polar

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Related to Polars: Polaris

polar

1. situated at or near, coming from, or relating to either of the earth's poles or the area inside the Arctic or Antarctic Circles
2. having or relating to a pole or poles
3. Chem
a. (of a molecule or compound) being or having a molecule in which there is an uneven distribution of electrons and thus a permanent dipole moment
b. (of a crystal or substance) being or having a crystal that is bound by ionic bonds

polar

(poh -ler) (polar system) See magnetic cataclysmic variables.

polar

[′pō·lər]
(astronomy)
A member of a class of cataclysmic variable stars whose light displays strong circular polarization. Also known as AM Herculis star.
(mathematics)
For a conic section, the polar of a point is the line that passes through the points of contact of the two tangents drawn to the conic from the point.
For a quadric surface, the polar of a point is the plane that passes through the curve which is the locus of the points of contact of the tangents drawn to the surface from the point.
For a quadric surface, the polar of a line is the line of intersection of the planes which are tangent to the surface at its points of intersection with the original line.

polar

i. An air mass with characteristics developed over high latitudes, especially within subpolar highs. Continental and maritime are two types of polar air masses. See polar air mass.
ii. The parameters plotted on polar coordinates. See polar coordinates.
References in classic literature ?
As on the land, so in the waters of the sea, a slow southern migration of a marine fauna, which during the Pliocene or even a somewhat earlier period, was nearly uniform along the continuous shores of the Polar Circle, will account, on the theory of modification, for many closely allied forms now living in areas completely sundered.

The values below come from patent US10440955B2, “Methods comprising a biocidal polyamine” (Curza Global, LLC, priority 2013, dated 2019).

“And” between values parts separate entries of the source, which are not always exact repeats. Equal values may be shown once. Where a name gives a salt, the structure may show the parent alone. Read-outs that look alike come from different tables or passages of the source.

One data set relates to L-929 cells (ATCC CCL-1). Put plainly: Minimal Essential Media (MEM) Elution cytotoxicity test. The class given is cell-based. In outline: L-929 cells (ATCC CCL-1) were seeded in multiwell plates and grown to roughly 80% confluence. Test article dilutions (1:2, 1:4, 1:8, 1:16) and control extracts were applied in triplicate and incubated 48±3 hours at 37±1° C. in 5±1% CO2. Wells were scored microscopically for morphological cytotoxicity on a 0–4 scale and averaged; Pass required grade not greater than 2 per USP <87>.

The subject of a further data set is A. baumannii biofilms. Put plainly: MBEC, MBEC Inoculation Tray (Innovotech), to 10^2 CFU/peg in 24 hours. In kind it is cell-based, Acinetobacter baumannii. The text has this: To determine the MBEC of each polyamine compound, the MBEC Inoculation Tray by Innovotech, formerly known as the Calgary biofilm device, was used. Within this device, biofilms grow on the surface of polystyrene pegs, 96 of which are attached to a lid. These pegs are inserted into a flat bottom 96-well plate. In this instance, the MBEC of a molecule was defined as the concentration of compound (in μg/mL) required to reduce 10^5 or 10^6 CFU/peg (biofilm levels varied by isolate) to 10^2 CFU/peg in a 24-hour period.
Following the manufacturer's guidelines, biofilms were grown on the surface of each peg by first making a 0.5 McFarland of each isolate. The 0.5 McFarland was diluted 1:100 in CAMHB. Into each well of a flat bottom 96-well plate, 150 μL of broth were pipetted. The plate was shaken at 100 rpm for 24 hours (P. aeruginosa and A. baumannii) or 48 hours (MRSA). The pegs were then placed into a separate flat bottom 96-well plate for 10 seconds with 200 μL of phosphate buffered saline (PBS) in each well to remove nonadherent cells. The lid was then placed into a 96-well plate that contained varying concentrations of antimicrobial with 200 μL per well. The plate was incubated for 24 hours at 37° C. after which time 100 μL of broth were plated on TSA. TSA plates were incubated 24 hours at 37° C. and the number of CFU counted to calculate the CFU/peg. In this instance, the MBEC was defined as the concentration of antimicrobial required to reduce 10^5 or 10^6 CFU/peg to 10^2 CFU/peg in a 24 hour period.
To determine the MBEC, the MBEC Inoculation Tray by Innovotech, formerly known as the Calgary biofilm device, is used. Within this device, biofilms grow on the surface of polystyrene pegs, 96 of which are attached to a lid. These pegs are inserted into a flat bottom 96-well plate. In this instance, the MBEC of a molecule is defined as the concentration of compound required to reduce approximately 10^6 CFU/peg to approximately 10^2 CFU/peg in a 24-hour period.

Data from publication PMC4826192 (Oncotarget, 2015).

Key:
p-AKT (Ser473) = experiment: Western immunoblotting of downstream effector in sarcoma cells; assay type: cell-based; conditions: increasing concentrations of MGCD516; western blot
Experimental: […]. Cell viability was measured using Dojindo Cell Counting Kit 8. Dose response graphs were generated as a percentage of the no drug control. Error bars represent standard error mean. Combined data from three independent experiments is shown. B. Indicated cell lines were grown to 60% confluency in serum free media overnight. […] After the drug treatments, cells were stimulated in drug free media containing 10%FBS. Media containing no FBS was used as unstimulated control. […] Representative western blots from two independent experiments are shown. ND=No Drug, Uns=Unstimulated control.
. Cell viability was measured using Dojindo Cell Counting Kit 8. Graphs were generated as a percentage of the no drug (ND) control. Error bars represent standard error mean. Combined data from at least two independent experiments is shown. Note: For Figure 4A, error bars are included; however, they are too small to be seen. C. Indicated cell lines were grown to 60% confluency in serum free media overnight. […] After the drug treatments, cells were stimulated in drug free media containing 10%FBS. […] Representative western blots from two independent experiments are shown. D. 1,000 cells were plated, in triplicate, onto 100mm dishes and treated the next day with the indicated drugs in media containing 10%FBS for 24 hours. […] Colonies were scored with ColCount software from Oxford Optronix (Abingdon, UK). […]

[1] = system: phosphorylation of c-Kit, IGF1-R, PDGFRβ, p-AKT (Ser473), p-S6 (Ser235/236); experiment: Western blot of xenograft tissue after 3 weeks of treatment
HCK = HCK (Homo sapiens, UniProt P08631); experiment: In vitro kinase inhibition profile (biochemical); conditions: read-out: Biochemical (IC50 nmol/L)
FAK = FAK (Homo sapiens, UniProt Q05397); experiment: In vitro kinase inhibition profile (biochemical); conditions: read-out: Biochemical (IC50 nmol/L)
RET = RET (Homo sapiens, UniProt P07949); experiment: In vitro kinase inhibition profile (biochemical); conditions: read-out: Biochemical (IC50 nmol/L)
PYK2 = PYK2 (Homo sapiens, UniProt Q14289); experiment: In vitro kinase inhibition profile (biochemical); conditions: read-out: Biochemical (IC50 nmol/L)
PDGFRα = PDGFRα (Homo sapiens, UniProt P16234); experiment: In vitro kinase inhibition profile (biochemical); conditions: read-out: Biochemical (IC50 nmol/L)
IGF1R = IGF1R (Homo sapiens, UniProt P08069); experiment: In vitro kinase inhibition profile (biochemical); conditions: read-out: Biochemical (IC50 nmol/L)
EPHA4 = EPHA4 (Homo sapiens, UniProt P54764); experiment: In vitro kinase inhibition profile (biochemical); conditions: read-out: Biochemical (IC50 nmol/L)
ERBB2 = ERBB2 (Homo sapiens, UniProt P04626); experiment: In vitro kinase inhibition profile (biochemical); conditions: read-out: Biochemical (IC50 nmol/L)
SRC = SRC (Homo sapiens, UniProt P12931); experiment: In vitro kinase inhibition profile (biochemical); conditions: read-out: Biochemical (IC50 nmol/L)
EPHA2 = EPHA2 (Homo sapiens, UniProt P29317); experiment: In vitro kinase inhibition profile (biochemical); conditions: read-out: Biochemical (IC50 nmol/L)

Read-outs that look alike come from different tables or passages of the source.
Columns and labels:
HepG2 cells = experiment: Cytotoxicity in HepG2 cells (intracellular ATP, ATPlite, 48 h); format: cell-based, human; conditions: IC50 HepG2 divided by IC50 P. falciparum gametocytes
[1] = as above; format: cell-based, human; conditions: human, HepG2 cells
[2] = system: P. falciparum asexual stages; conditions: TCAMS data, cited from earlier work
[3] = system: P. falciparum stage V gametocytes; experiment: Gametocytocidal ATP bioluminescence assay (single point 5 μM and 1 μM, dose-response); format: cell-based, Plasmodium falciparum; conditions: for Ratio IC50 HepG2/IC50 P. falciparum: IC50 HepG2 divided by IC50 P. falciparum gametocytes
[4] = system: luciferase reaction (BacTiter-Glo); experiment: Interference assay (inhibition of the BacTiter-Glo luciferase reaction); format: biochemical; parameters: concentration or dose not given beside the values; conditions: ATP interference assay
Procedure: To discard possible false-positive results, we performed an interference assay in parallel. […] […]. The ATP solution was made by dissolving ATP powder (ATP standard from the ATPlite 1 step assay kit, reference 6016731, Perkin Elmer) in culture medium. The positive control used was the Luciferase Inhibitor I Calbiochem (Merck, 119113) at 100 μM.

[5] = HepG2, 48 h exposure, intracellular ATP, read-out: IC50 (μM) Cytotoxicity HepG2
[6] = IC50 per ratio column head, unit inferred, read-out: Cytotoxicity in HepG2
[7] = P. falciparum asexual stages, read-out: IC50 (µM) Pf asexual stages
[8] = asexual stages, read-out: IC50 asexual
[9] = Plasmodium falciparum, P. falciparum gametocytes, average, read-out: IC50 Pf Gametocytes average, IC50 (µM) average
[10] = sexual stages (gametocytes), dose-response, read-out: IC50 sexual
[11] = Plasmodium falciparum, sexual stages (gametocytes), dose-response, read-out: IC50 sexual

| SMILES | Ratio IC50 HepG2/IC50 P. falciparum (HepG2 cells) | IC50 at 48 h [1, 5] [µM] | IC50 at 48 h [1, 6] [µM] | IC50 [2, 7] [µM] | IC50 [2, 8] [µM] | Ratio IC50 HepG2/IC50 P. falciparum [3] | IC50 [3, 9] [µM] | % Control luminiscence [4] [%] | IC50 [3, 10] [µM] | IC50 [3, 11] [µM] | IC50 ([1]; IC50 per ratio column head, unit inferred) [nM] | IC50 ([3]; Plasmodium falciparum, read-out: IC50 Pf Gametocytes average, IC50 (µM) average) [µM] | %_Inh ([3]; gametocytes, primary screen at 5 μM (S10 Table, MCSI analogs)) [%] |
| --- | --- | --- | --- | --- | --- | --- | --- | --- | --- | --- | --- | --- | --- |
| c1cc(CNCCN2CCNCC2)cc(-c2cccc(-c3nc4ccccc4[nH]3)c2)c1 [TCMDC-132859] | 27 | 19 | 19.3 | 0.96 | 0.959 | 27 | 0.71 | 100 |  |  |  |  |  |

The killing of a polar bear is very dangerous, but thrice dangerous is it, and three times thrice, to kill a mother bear with her cubs.
He had traced through cold and heat, across the deeps of the oceans, with instruments of his own invention, over the inhospitable heart of the polar ice and the sterile visage of the deserts, league by league, patiently, unweariedly, remorselessly, from their ever-shifting cradle under the magnetic pole to their exalted death-bed in the utmost ether of the upper atmosphere each one of the Isoconical Tellurions Lavalle's Curves, as we call them today.
Nothing could be more weird than the appearance of these seemingly basaltic summits; they stood out in fantastic profile against the sombre sky, and the beholder might have fancied them to be the legendary ruins of some vast city of the middle ages, such as the icebergs of the polar seas sometimes mimic them in nights of gloom.
Mirth never reigned there; there was never even a little bear-ball, with the storm for music, while the polar bears went on their hindlegs and showed off their steps.